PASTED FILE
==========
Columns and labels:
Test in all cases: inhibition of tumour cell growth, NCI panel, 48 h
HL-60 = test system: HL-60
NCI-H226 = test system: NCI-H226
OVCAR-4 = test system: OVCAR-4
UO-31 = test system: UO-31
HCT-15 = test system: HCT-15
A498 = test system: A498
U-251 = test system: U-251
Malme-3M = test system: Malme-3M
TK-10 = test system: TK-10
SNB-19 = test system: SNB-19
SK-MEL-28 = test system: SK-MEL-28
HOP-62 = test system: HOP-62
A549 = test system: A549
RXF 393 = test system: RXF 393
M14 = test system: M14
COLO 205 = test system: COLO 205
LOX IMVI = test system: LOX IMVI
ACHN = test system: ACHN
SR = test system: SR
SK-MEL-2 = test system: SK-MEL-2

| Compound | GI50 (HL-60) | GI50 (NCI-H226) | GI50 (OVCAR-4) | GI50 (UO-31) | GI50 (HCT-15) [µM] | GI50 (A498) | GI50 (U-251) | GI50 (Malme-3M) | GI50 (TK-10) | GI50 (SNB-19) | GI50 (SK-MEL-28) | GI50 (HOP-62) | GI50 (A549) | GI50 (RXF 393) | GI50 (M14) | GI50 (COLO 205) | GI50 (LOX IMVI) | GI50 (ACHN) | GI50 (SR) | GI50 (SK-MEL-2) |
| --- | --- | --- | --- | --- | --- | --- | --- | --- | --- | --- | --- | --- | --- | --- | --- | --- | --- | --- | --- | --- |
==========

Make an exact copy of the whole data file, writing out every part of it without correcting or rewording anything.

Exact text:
Columns and labels:
Test in all cases: inhibition of tumour cell growth, NCI panel, 48 h
HL-60 = test system: HL-60
NCI-H226 = test system: NCI-H226
OVCAR-4 = test system: OVCAR-4
UO-31 = test system: UO-31
HCT-15 = test system: HCT-15
A498 = test system: A498
U-251 = test system: U-251
Malme-3M = test system: Malme-3M
TK-10 = test system: TK-10
SNB-19 = test system: SNB-19
SK-MEL-28 = test system: SK-MEL-28
HOP-62 = test system: HOP-62
A549 = test system: A549
RXF 393 = test system: RXF 393
M14 = test system: M14
COLO 205 = test system: COLO 205
LOX IMVI = test system: LOX IMVI
ACHN = test system: ACHN
SR = test system: SR
SK-MEL-2 = test system: SK-MEL-2

| Compound | GI50 (HL-60) | GI50 (NCI-H226) | GI50 (OVCAR-4) | GI50 (UO-31) | GI50 (HCT-15) [µM] | GI50 (A498) | GI50 (U-251) | GI50 (Malme-3M) | GI50 (TK-10) | GI50 (SNB-19) | GI50 (SK-MEL-28) | GI50 (HOP-62) | GI50 (A549) | GI50 (RXF 393) | GI50 (M14) | GI50 (COLO 205) | GI50 (LOX IMVI) | GI50 (ACHN) | GI50 (SR) | GI50 (SK-MEL-2) |
| --- | --- | --- | --- | --- | --- | --- | --- | --- | --- | --- | --- | --- | --- | --- | --- | --- | --- | --- | --- | --- |